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Being Jewish Is a Gift

We know the right path to take to live a meaningful and fulfilled life. We have direction on what true happiness is and how to attain it.
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January 24, 2024
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While I was still in the process of converting, my husband Daniel and I were sitting at kiddush when an Orthodox Jewish man asked me, “Why would you want to become a Jew?” 

“What do you mean?” I said.

“Being a Jew is such a hassle. It’s so much work, and everyone hates you. I don’t know why anyone would choose to be a Jew.”

I was taken aback and surprised to hear this from someone who, on the outside, seemed so sure of himself and his faith.

I’ve thought back to that conversation often since Oct. 7, and how there must be other Jews out there who feel exactly the same as he does. 

How sad that is. 

I recently attended a talk with Rabbi Noah Farkas, and he said something that stuck with me: “Being Jewish is a gift.”

I totally agree. Being Jewish is a wonderful gift. In fact, becoming Jewish may have just saved my life.

Prior to converting, I was a depressed atheist who was obsessed with pop culture, who learned her morals from television and movies. I thought that when you died, that was it – just eternal darkness – and that life was a random assortment of events that made no sense. I frequently had devastating panic attacks in college, where I’d lie in bed all night, staring up at the ceiling until sunrise, worried about my future. I had no way of giving up control, no source of comfort and no gratitude for all the blessings in my life.

Then, when I met my husband and he took me to Chabad for Friday night dinner, I felt Hashem’s presence – there was a warmth in my chest that I’d never previously felt. My soul was sparked. I knew He existed. 

When I started converting, I gained the Torah, a guidebook for life. I gained a community full of wonderful people whose mission in life was to give to others. I gained Shabbat, a day when I could turn off that anxious part of my brain and bask in the glory of spiritual calm. And of course, I gained a relationship with Hashem, which gave me a purpose.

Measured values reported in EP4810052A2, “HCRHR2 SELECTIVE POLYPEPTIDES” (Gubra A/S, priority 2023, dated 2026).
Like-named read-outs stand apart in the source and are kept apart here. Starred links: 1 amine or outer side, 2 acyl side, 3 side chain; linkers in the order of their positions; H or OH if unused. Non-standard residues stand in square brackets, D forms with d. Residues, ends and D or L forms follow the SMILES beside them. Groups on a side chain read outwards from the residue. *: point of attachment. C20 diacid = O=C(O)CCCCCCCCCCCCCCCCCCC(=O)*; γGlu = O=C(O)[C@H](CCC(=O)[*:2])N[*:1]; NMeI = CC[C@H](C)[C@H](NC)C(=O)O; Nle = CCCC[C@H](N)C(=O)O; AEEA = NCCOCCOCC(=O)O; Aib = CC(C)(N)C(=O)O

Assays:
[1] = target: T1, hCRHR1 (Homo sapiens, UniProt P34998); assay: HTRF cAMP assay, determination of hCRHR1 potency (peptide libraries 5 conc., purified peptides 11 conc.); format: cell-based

“Why would you want to become a Jew?” 

Why wouldn’t I want to become a Jew?

The Jews are the chosen people because Hashem took the Torah to all the other nations, and none of them wanted it. We chose to take it on. We chose the responsibility to communicate Hashem’s presence to the world and spread love and light. We are obligated to follow the Torah and teach the other nations about the Noahide laws and why it’s important to have a relationship with Hashem as well. 

What an honor.

We choose to take the moral high ground, to do what’s right even if others are mischaracterizing us. What other army alerts residents that there are going to be airstrikes like the IDF does? Or rushes to provide lifesaving assistance to other countries when there is a disaster, like Israel does? Or helps other minority groups as much as the Jews?

What a blessing.

We have endless texts we can study to become closer to Hashem and form a special relationship with Him. We know the right path to take to live a meaningful and fulfilled life. We have direction on what true happiness is and how to attain it.

What a gift.

In a time when the entire world seems to be going after us, we must remember our purpose and higher calling. If Hashem made you a Jew – or you converted like me – there’s a reason. 

In a time when the entire world seems to be going after us, we must remember our purpose and higher calling. 

If Hashem made you a Jew – or you converted like me – there’s a reason. 

We learn in the Torah that Hashem can turn curses into blessings. Right now, if you feel like it’s a burden to be a Jew because of what’s going on in Israel, because of all the hatred of Jews, don’t worry: Hashem can turn it around in an instant. 

In the meantime, your job is to be thankful, every single day, to be a Jew. 

Don’t take that precious gift for granted.

Do you feel blessed to be Jewish? Email me: Kylieol@JewishJournal.com.


Kylie Ora Lobell is the Community Editor of the Jewish Journal.

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